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Pratimalakshana In Hindu Religion

Pratima means an ‘icon’, also called vigraha, bera and murti, Icon or image worship has been the keynote of popular Hindu religious life, especially in temple worship. Image worship is considered a necessary step in the spiritual advancement of man. The pratima is not considered merely an image or symbol of the deity, but rather is taken as the deity himself who has incarnated as the icon (archa avatara). All Agamas and Tantras insist on making images as beautiful as possible. Each icon represent the nature of the deity concerned (gentle, calm, aggressive, merciful, etc.).

Even though there was no image worship in the Vedic period, the deities (Agni, Indra, Ushas etc) are described as beautiful and well-decorated. A large number of hands indicate that a particular deity has a large number of attributes or that is tamasika in nature.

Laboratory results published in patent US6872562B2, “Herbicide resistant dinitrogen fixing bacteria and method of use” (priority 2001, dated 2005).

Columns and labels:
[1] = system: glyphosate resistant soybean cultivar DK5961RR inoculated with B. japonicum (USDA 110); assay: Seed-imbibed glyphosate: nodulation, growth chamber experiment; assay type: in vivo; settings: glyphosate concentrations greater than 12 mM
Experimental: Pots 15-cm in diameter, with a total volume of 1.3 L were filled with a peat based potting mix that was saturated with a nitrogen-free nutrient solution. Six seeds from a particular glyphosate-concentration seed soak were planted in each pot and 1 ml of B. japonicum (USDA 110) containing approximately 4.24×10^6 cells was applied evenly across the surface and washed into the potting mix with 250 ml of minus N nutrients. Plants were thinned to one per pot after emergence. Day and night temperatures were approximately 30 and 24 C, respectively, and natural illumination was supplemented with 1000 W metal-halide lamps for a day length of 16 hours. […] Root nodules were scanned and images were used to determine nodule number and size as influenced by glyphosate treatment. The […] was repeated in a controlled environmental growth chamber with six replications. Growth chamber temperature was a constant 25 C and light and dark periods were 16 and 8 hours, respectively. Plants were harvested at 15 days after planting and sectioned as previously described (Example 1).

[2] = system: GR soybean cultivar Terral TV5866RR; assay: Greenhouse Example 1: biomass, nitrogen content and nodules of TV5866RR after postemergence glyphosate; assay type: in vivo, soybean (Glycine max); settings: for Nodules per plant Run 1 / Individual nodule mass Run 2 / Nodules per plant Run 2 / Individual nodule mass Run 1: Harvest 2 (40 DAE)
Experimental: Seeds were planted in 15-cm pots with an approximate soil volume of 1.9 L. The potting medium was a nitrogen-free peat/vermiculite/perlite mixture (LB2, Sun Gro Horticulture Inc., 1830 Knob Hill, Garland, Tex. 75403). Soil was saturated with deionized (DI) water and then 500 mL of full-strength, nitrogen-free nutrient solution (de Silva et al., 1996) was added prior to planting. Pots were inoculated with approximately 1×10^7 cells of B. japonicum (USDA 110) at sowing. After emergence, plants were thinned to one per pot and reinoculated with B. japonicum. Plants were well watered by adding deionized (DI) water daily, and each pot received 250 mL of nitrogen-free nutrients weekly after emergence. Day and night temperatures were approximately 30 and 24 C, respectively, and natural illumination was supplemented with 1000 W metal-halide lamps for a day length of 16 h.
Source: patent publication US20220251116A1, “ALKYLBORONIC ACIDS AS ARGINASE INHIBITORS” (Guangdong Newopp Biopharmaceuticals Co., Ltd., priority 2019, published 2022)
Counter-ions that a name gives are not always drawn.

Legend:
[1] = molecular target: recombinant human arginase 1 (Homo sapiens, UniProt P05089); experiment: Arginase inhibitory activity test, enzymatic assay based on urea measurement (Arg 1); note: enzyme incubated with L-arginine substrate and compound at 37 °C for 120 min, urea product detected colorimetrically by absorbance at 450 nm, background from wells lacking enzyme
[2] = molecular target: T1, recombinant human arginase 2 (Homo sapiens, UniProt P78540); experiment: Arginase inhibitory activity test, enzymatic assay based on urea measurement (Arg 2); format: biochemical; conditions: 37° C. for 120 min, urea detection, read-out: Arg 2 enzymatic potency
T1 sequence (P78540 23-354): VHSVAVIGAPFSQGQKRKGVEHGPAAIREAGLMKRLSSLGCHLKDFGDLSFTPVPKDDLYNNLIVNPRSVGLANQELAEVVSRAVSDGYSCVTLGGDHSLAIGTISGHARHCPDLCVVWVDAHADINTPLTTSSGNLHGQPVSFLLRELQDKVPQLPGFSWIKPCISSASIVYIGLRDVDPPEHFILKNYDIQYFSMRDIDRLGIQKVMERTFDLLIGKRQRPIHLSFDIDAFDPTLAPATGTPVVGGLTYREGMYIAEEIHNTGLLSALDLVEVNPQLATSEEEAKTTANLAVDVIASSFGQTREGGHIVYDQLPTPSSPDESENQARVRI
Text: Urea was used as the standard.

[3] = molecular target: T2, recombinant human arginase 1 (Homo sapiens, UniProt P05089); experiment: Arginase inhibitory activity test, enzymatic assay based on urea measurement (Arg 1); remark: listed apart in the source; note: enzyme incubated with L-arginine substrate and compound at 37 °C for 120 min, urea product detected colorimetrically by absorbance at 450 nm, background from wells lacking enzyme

The icons have to be constructed according to specific rules given in Shastras. The main Agamic rules are Shaiva, Vaishnava and Shakta. These schools generally accept  -

  • A predominant male or female aspect
  • Existence of individual beings
  • Reality of the universe
  • Power of devotion to achieve liberation

To the orthodox Hindu, especially the Vaishnavites, the icon is not a lifeless representation at all, but the very presence of the deity.

The vigraha used for worship may be formless, like salagrama, Shivling, sri yantra, sri chakra etc or with forms having faces, hands, etc. The pratima can be made of metal, stone, timber and plaster. Designs made of flour are also used in making the Srichakra, Sudarshana etc.

According to Varaha Purana, there are standard measurements for making an image. Once the image is created, it should first be consecrated with a ritual worship, only then it is believed to acquire the divine element.